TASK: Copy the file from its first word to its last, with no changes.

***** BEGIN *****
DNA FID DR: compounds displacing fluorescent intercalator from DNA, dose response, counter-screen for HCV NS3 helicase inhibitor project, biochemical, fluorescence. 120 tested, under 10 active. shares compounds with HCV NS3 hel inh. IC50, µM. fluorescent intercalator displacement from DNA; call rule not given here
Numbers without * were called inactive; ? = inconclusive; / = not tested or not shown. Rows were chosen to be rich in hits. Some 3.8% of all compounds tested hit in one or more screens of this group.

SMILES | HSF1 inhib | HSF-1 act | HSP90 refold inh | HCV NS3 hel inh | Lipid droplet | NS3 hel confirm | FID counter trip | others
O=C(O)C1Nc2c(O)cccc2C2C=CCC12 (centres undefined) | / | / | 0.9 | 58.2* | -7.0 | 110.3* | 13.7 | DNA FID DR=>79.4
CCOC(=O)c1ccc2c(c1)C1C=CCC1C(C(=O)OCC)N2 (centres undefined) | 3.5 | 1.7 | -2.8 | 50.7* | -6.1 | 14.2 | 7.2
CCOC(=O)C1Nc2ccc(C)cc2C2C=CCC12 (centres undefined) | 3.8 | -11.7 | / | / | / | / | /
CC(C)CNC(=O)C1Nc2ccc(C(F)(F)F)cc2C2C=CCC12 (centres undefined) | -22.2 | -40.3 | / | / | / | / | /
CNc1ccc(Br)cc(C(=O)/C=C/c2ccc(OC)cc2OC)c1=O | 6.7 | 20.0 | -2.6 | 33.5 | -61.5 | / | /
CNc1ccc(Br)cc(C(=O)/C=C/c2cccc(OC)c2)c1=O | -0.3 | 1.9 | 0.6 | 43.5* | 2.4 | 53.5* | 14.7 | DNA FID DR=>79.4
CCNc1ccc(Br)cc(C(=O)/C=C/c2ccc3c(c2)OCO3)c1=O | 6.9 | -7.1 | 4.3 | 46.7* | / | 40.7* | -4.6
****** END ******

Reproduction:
DNA FID DR: compounds displacing fluorescent intercalator from DNA, dose response, counter-screen for HCV NS3 helicase inhibitor project, biochemical, fluorescence. 120 tested, under 10 active. shares compounds with HCV NS3 hel inh. IC50, µM. fluorescent intercalator displacement from DNA; call rule not given here
Numbers without * were called inactive; ? = inconclusive; / = not tested or not shown. Rows were chosen to be rich in hits. Some 3.8% of all compounds tested hit in one or more screens of this group.

SMILES | HSF1 inhib | HSF-1 act | HSP90 refold inh | HCV NS3 hel inh | Lipid droplet | NS3 hel confirm | FID counter trip | others
O=C(O)C1Nc2c(O)cccc2C2C=CCC12 (centres undefined) | / | / | 0.9 | 58.2* | -7.0 | 110.3* | 13.7 | DNA FID DR=>79.4
CCOC(=O)c1ccc2c(c1)C1C=CCC1C(C(=O)OCC)N2 (centres undefined) | 3.5 | 1.7 | -2.8 | 50.7* | -6.1 | 14.2 | 7.2
CCOC(=O)C1Nc2ccc(C)cc2C2C=CCC12 (centres undefined) | 3.8 | -11.7 | / | / | / | / | /
CC(C)CNC(=O)C1Nc2ccc(C(F)(F)F)cc2C2C=CCC12 (centres undefined) | -22.2 | -40.3 | / | / | / | / | /
CNc1ccc(Br)cc(C(=O)/C=C/c2ccc(OC)cc2OC)c1=O | 6.7 | 20.0 | -2.6 | 33.5 | -61.5 | / | /
CNc1ccc(Br)cc(C(=O)/C=C/c2cccc(OC)c2)c1=O | -0.3 | 1.9 | 0.6 | 43.5* | 2.4 | 53.5* | 14.7 | DNA FID DR=>79.4
CCNc1ccc(Br)cc(C(=O)/C=C/c2ccc3c(c2)OCO3)c1=O | 6.9 | -7.1 | 4.3 | 46.7* | / | 40.7* | -4.6